Origins of Art: A Psychological & Sociological Inquiry

By Yrjö J. Hirn | Go to book overview
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IT is well known that, in the earlier classical times, philosophy, history, and science were inseparably connected with poetry. And it is as familiar a truth that pictographs and ideograms were used for writing before phonetic signs had been invented. But it is not enough to recall that poetry and the arts of design have in this way been serving the requirements of intellectual information; it can also be shown that among primitive tribes every one of the lower art-forms--the dance, the pantomime, and even the ornament--has been of great importance as a means of interchanging thoughts.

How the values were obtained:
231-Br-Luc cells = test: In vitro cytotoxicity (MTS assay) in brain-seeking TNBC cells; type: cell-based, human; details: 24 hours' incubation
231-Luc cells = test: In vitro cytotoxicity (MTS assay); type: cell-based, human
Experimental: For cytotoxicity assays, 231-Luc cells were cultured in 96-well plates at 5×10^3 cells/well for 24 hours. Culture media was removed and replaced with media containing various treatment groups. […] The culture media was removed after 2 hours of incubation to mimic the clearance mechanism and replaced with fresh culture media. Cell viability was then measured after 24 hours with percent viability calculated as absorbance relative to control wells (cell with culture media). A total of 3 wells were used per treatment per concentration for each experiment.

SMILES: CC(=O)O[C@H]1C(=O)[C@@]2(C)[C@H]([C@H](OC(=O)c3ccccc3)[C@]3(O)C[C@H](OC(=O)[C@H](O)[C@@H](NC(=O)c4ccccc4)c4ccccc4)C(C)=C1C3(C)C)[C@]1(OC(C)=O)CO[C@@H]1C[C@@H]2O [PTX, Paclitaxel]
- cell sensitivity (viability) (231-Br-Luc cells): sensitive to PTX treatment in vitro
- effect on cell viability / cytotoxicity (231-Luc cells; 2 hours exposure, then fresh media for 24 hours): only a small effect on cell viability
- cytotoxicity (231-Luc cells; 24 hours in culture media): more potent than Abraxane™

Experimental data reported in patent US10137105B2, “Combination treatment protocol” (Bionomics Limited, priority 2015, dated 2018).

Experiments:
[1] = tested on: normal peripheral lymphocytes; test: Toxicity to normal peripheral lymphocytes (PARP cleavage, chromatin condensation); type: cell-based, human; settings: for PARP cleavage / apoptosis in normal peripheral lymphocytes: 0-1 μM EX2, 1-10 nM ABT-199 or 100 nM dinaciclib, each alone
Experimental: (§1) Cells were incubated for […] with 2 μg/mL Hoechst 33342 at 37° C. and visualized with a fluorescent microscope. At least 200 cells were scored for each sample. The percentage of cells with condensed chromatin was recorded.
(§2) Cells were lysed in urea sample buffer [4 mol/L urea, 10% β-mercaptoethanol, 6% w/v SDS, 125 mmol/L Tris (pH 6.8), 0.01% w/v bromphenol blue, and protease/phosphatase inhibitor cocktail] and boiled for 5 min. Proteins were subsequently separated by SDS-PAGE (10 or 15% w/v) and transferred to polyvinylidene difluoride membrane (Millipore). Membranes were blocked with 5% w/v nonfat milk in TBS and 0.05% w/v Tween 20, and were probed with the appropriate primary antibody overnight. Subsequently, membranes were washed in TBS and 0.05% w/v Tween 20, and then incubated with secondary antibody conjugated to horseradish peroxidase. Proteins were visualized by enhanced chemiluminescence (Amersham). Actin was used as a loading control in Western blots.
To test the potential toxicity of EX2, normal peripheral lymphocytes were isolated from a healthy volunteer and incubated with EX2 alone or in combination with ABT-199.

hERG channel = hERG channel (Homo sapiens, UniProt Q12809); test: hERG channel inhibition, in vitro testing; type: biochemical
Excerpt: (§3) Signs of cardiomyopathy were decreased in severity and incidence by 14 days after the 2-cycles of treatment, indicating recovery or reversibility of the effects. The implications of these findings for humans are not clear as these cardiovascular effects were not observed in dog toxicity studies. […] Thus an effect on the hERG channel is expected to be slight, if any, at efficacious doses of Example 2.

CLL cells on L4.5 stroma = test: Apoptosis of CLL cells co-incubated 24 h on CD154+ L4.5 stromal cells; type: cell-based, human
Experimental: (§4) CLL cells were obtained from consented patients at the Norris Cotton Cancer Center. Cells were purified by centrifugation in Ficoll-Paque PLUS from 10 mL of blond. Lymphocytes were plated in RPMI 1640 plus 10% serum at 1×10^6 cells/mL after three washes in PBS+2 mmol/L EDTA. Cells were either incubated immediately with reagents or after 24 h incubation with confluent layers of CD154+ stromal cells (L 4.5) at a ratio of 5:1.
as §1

When attempting in this chapter to take a cursory survey of the various art-forms as used for purely intellectual purposes, we find it most advantageous to start with the dramatic examples. It is true that the art of the theatre, in the modern sense of the word, must be considered as a late, perhaps even as the very latest, result of artistic evolution. A literary drama, which fulfils all the claims of a work of art, is possible only on a highly advanced level of culture, and it has consequently by most authors on æsthetic been considered as the latest of all art-forms.1 When dealing, however, with the productions of primitive tribes, we

For a recent defence of this theory see Tarde, La logique sociale, pp. 445, 446.


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